BOSTON (CBS) – We have all been enjoying this recent taste of Fall. Signs of the changing season are slowly beginning show all around us. Some of us may already planning a leaf peeping trip and may be wondering what to expect.
Richard Primack, a professor of Biology at Boston University, says this year should be quite a bit different from last year’s disappointing and muted foliage season.
“We are certainly going to have a better year than last year. Last year we had an extremely mild Autumn; very mild temperatures; no cold night,” he said. “As a result we did not have any color change until the end of October; until the beginning of November.”
And let us not forget the historic early season snowstorm in late October 2011 which brought down leaves, and put a quick end to the foliage season.
Every year nature follows this predictable pattern with the changing colors starting north and pushing south into October; the peak color briefly lasting between 1 and 2 weeks.
“The leaves are always going to change color eventually. The question is when will they change color and how long will that color be on the trees for.”
Every Fall foliage season is just a little bit different. It is actually a very fine balance of weather conditions that determines the type of fall foliage season we are going to see.
In the summer, you want it to be warm but not too hot. You want to have adequate rainfall; but too much rain can promote fungus and disease. If it is too dry, drought conditions can impact the leaf size and health of the trees. In the Fall, we want warm, dry conditions. But the trigger to it all consists of these developing long cool nights with shorter days.
“When the temperatures get cooler, the chlorophyll, which gives the leaves their green color, starts breaking down in the leaves. This allows the underlying yellow and orange pigments that are always present in the leaves to become exposed. It takes several weeks of these cold nights for the color change to occur,” explains Primack.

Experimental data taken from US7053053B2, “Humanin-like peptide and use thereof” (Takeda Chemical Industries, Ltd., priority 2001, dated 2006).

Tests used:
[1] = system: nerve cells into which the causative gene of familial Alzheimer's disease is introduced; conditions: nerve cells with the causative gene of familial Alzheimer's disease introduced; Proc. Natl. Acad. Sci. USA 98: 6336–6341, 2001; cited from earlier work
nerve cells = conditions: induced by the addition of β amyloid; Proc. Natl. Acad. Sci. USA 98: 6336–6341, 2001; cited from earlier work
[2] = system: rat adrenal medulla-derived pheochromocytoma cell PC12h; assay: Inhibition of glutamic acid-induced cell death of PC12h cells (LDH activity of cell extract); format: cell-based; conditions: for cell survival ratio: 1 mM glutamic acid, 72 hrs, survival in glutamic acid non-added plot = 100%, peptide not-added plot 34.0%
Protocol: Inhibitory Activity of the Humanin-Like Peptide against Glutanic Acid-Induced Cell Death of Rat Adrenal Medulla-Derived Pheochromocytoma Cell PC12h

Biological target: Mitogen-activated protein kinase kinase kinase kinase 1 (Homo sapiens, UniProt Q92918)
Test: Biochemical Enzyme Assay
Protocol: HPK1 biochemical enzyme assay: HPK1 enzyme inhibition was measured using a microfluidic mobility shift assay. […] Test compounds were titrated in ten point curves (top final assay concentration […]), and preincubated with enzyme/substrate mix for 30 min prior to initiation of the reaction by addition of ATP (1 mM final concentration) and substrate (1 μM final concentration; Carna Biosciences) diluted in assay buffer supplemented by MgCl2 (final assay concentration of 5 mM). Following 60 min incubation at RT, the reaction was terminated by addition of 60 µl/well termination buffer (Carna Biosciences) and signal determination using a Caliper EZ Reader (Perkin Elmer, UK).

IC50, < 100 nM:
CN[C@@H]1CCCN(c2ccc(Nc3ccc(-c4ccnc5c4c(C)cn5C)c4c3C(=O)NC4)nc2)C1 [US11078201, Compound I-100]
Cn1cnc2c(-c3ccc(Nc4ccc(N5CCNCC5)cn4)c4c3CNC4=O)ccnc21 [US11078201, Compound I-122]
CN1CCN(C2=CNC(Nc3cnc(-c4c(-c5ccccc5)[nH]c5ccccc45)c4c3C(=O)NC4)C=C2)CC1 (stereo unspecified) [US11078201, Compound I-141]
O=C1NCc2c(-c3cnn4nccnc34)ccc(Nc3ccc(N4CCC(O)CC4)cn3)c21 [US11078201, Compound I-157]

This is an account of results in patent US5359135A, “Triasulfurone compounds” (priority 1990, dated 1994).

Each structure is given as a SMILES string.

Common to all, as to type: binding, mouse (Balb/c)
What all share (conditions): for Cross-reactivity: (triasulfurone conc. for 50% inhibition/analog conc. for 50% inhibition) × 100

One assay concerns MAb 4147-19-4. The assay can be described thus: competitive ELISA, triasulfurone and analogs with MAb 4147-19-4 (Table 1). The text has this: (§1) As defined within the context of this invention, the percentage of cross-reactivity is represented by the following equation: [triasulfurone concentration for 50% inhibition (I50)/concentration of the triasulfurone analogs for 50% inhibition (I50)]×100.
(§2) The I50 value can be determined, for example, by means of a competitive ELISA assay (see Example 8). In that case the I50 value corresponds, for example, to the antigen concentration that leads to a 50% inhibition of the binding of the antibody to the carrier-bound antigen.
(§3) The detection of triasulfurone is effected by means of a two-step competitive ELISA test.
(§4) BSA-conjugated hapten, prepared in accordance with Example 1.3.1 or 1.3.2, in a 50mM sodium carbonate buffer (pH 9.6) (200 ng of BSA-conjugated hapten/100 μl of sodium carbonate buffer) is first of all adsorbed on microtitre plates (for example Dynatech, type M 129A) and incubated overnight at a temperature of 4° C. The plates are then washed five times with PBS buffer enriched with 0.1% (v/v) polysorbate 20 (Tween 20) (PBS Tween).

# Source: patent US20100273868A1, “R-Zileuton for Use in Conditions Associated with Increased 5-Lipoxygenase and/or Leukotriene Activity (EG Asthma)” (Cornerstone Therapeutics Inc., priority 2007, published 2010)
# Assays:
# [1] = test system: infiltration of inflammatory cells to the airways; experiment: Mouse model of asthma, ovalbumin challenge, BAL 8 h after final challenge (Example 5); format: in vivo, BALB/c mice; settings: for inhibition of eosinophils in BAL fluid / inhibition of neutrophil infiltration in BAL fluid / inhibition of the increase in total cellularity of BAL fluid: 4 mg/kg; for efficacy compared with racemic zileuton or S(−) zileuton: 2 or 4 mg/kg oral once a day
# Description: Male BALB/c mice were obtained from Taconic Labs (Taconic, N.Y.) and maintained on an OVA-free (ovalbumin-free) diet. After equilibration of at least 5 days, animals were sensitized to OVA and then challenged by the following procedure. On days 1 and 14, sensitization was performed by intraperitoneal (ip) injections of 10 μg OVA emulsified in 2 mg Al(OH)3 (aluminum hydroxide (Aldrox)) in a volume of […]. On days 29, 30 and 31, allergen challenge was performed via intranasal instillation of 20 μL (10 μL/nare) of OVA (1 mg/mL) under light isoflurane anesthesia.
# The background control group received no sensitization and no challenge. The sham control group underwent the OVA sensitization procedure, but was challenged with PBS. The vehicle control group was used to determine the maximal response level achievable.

At the Arnold Arboretum, there are thousands of different plants and trees which are exposed and react differently to these inevitiable changes of the season.
Michael Dosmann is the curator of the living collection at the Arboretum. He says despite the warm and dry winter and spring which produced brief drought conditions, the trees received enough rainfall this summer for the trees to have a good canopy to produce good color.
“I am pretty optimistic we will have good fall color ahead of us because we have healthy leaves, healthy trees going into the autumn, and we seem to have the right climate so far,” Dosmann said. “We have bright sunny days and just enough moisture in the soil. I think we will have another quintessential New England autumn.”
It is important to note, this favorable foliage forecast will only last as long as the New England weather cooperates. Any prolonged period period of wet, windy, snowy or warmer than usual weather could have an impact on the fall color.